Martin Ward scours the globe for the week’s insider fleet intelligence
I’ve been using a Renault Laguna Sport Tourer and what a surprising car it is.
On paper, the 1.5-litre 110bhp diesel engine does appear to be underpowered, but this is not the case at all. It is smooth, responsive and extremely quiet, which makes the Laguna a good all-round estate car with loads of luggage space.
Speaking of the French, what is going on over the Channel?
A couple of weeks ago, their president was here praising the British and thanking us for things we have done in the past.
And then tonight I see lots of billboards around Leeds saying that the new Citroën C5 is “Unmistakeably German”.
What a strange strapline for them to use but it did get noticed, by me at least.
Admittedly, recent upper-medium sector cars from French manufacturers have improved dramatically in style, quality and image, but to insinuate that a French car is German is like saying Cheddar cheese is unmistakably Brie – they are both very good, but from different countries.
Went to Munich to drive the all-new Volkswagen Passat CC. It’s not, as the name suggests, a coupé-convertible but is a ‘comfort coupé’.
This is a four-seater, with no plans for a five-seater, which could be a mistake. Volkswagen says it has done this to distinguish it from the Passat saloon, but the exterior styling does this admirably – it is a great-looking car that will attract more attention than any other car in the sector.
After driving the very capable and refined 2.0 TDI we had a press conference and then, for the first time that I have been doing this job, we were invited into the hotel kitchen where we had to cook our own meal.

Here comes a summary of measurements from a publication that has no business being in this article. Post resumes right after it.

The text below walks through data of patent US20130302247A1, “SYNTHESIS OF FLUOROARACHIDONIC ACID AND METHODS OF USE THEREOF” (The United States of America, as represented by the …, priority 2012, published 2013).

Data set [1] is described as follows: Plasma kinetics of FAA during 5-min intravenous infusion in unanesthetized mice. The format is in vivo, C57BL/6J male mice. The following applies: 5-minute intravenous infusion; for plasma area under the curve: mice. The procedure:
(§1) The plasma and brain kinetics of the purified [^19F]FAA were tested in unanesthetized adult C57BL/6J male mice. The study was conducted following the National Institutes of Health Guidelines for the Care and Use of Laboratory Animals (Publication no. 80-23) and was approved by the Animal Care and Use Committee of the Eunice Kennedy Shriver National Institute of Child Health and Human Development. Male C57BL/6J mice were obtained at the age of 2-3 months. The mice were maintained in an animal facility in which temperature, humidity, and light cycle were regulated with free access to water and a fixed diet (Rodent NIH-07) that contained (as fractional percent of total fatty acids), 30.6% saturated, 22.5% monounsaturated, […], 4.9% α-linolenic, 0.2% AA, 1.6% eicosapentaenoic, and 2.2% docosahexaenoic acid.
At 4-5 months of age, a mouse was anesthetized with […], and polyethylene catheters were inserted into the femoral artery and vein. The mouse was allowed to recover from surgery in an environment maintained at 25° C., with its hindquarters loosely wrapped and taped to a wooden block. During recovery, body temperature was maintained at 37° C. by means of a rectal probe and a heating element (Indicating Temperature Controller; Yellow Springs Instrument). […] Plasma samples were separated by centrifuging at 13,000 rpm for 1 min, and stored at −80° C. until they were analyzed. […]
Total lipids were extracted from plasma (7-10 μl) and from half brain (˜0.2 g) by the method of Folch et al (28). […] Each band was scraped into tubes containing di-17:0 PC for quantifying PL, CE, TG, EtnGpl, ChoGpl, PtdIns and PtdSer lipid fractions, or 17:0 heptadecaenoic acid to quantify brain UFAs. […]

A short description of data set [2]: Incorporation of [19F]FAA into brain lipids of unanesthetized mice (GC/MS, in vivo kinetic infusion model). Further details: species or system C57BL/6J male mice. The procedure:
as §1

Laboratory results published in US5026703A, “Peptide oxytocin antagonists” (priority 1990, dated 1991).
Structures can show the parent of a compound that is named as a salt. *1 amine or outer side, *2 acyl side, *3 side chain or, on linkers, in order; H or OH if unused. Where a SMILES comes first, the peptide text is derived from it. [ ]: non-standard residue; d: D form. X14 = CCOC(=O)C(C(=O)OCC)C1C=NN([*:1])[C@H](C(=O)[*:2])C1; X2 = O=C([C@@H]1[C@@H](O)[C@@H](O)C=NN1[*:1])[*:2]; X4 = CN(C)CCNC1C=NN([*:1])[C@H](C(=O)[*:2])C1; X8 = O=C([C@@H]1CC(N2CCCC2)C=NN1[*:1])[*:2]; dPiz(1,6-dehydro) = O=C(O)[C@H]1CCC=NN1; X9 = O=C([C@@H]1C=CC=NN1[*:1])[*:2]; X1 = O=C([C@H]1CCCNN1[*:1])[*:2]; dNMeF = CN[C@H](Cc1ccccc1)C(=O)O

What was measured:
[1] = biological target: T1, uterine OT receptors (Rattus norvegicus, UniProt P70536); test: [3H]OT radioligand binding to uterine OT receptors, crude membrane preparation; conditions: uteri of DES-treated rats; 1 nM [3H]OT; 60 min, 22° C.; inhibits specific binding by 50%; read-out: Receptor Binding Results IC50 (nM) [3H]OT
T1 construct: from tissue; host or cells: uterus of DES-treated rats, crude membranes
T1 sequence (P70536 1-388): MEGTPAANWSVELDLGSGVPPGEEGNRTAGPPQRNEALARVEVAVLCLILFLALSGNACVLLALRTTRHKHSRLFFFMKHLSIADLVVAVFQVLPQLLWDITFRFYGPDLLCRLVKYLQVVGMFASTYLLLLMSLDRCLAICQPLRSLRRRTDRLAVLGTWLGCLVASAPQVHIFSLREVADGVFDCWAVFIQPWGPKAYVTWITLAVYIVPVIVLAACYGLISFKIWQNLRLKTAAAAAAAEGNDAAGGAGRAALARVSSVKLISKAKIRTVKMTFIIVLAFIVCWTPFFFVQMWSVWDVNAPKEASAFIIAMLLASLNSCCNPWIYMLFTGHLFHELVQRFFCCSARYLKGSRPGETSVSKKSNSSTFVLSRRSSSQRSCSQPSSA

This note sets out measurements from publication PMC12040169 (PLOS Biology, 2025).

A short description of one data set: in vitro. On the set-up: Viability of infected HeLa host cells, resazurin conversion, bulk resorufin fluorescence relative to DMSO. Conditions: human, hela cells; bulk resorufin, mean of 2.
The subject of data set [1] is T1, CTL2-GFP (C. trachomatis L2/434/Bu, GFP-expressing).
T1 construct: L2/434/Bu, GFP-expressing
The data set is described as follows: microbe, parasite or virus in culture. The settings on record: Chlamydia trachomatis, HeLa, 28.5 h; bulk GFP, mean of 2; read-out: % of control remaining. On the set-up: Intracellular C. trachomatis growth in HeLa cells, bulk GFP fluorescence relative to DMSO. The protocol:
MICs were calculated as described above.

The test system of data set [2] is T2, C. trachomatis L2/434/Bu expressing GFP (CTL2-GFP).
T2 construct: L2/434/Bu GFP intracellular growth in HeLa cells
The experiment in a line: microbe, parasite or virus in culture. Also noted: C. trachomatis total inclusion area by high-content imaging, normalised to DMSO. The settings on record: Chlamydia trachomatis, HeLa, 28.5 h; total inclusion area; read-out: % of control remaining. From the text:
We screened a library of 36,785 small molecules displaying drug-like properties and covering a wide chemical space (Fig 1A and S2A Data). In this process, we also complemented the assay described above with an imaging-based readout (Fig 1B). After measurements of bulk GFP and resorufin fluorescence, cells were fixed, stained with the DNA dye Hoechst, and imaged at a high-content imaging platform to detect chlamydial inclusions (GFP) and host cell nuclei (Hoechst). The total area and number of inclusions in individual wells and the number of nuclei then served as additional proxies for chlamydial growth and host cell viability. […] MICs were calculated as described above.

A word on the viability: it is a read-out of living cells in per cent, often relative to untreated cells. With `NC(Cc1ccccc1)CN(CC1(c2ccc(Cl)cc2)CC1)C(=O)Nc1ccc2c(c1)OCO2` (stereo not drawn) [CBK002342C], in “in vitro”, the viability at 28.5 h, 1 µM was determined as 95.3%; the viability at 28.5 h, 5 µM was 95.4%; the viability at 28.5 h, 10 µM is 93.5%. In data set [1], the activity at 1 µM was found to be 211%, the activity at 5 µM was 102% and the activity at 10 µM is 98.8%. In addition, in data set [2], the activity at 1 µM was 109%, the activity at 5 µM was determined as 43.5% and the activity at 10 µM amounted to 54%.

The CC is an interesting car as – being a four-door coupé – it doesn’t really have any competition.
Maybe it should have been called something different to Passat.
I understand there were many heated discussions within Volkswagen about the naming of this car, going from a completely new name to coupé, but the Americans didn’t like that so a compromise of CC was reached.
But Volkswagen has been brave with the design and has only 5,800 to sell in its first full year in the UK, so it should be a success.
As far as the four-seat only configuration is concerned, it doesn’t seem that long ago that Vauxhall told us that research proved that there was real demand for large four-seat cars.
It then showed us the Signum and the rest is history.
Somebody asked me how the Fiat 500 was selling after the initial blaze of publicity.
This got me thinking and, on reflection, I have not seen one on the road, other than the red one I had a few weeks ago.
A phone call to Fiat revealed that 2,700 have been registered since the end of January, with a current order bank of 3,300.
Fiat says that it will take around 10,000 sales before there is any real visibility.
Dealers have been delivering unique cars, with no two being the same colour or having the same spec and sticker choices.